Considered the heart of the Basilica, the Crypt Church honors 15 saints in glittering gold mosaic chapels, celebrating centuries of Catholic tradition through the lives of the faithful. In our Saints of the Crypt Church series, we highlight the stories of each of these saints, inviting you to explore how they are honored in the Basilica with our immersive virtual tour. This post is Part III in a series. View Part I and Part II.
Did you know that each chapel in the North Apse portrays significant individuals from the events surrounding Jesus’ life and birth? In today’s post, we explore each of their stories and how the chapels honor their lives and legacies.
Tradition holds that St. Anne was the mother of Mary, and thus, the grandmother of Jesus. The chapel in the Crypt Church depicts her with the child Mary, reading her the prophetic Scripture passage, “Therefore the Lord himself will give you a sign; the young woman, pregnant and about to bear a son, shall name him Emmanuel,” (Isaiah 7:14). The Latin text reads: “The tongues of the pious magnify your offspring, and every joyful word is spoken concerning your child.”
St. John the Evangelist
The writer of the fourth Gospel, St. John was devoted to the Lord and known as “The disciple whom Jesus loved.” The Latin text in the chapel is taken from his Gospel, and reads: “The Word became flesh,” (John 1:14). An eagle symbolizes his role as evangelist, while the mosaic and altar frontal tell a legend of how John was saved from death when the poisoned wine in his cup turned into snakes.
Jesus, the Good Shepherd Chapel
Inscribed with Greek text that translates to “Jesus Christ, Victor,” the Good Shepherd Chapel was the first chapel to be completed in the Crypt Church, and the Blessed Sacrament has reposed here since November 14, 1926, in a tabernacle created by Tiffany. The hand-carved walnut kneelers in the chapel were used by Pope Benedict XVI during his visit in 2008.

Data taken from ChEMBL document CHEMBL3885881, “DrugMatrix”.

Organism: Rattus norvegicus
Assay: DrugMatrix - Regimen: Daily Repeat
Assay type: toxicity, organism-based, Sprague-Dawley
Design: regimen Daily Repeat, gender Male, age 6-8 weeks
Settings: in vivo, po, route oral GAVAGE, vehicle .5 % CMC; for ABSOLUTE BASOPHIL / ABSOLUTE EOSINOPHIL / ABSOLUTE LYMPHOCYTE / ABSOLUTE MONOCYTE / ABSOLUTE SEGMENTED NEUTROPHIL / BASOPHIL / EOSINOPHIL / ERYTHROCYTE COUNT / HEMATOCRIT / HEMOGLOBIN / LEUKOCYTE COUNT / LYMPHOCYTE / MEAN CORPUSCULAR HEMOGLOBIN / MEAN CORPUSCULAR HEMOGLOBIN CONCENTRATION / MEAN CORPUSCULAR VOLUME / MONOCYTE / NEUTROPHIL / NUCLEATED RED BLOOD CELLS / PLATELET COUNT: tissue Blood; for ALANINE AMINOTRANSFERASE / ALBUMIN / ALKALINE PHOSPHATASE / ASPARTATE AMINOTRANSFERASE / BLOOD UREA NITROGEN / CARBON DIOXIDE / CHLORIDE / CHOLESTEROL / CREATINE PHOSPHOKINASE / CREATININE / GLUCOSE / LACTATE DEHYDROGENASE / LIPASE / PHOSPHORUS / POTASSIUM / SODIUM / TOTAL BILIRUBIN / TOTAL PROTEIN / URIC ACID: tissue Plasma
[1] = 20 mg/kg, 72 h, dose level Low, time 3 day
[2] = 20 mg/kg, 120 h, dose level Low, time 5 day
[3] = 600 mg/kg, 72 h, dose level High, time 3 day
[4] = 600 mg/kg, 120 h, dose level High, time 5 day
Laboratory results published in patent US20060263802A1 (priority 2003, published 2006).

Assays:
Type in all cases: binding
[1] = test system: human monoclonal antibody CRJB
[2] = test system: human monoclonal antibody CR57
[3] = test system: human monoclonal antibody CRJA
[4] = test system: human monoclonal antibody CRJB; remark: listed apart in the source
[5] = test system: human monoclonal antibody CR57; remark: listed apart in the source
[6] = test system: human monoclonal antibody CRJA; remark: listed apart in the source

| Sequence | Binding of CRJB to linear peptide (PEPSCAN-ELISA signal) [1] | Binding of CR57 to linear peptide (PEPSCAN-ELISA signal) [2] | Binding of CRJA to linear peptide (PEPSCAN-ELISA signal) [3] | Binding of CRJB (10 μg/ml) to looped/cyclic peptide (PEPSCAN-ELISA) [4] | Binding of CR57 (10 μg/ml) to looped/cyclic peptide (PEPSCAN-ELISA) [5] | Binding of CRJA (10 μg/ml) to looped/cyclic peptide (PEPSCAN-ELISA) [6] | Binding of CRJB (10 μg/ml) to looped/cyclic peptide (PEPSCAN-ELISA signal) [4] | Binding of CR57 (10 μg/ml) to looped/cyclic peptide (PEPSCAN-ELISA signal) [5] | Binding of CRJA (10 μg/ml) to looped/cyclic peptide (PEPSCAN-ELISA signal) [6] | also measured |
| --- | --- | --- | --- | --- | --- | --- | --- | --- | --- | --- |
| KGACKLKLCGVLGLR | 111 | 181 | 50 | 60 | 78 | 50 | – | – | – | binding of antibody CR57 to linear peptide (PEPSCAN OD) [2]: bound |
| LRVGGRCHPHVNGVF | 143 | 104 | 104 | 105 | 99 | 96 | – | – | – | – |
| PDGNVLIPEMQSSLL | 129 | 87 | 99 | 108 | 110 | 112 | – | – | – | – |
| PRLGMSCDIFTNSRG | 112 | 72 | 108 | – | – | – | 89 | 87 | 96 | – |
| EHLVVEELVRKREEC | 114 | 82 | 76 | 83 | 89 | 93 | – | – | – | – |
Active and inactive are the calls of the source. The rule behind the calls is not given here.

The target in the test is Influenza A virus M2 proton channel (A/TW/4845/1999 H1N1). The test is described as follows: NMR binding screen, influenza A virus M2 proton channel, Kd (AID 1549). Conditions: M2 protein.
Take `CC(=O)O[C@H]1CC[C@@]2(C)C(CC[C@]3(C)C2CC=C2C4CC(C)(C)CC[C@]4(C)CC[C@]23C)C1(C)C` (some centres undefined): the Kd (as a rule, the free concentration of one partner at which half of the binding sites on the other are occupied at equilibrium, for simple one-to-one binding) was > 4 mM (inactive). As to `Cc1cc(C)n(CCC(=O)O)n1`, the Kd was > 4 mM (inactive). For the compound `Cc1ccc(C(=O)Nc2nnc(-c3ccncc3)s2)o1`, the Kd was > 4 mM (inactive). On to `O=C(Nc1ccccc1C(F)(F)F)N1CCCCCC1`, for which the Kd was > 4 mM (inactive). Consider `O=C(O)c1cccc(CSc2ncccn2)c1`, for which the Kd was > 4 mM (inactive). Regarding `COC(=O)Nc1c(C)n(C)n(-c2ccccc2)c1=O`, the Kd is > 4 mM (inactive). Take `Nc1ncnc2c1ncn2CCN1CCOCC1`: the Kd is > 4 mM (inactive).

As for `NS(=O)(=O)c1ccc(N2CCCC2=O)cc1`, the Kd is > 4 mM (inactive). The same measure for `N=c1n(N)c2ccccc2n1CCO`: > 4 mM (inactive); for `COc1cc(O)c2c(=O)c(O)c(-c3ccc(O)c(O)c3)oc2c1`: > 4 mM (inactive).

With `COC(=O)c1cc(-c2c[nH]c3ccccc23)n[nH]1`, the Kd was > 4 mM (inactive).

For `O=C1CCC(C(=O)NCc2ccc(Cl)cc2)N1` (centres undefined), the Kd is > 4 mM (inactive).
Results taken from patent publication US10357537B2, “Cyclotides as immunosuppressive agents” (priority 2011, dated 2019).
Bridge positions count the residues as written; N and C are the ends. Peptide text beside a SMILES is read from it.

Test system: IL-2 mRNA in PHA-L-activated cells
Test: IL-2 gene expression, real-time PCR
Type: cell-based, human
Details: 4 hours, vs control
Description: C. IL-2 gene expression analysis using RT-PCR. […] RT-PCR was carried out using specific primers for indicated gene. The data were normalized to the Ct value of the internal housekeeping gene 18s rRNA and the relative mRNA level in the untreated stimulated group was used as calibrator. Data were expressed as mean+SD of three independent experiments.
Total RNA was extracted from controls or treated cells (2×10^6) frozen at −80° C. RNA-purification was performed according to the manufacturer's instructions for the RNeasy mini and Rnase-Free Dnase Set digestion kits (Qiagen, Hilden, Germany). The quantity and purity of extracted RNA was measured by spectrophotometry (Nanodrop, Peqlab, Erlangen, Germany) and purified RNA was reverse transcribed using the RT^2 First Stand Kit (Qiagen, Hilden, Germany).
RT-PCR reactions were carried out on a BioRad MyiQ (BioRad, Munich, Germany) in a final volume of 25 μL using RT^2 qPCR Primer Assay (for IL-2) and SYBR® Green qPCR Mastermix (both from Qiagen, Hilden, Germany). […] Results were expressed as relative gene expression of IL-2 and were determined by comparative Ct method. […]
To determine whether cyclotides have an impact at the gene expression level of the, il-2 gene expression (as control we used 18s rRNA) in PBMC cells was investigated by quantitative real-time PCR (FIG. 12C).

St. Joseph Chapel
In this chapel, St. Joseph, husband of Mary, holds a flowering lily staff and stands next to a palm tree, symbolizing his upright and honorable character. The Latin text translates: “A faithful man shall be much praised; and he that is the keeper of his Lord, shall be glorified,” (Proverbs 28:20, 27:18).
St. Elizabeth Chapel
Mary’s cousin Elizabeth was thought to be barren, but in her old age, God blessed her with a child, John the Baptist. The mosaic depicts the shining rays of the Holy Spirit falling on barren soil, and the texts read “Blessed are you among women,” (Luke 1:42) and “How is it that the mother of my Lord should come to me?” (Luke 1:43), referring to the visitation of Mary to Elizabeth. The first Mass was celebrated in this chapel on August 21, 1925 by Bishop Thomas Shahan.
The Basilica Guidebook, Dr. Geraldine Rohling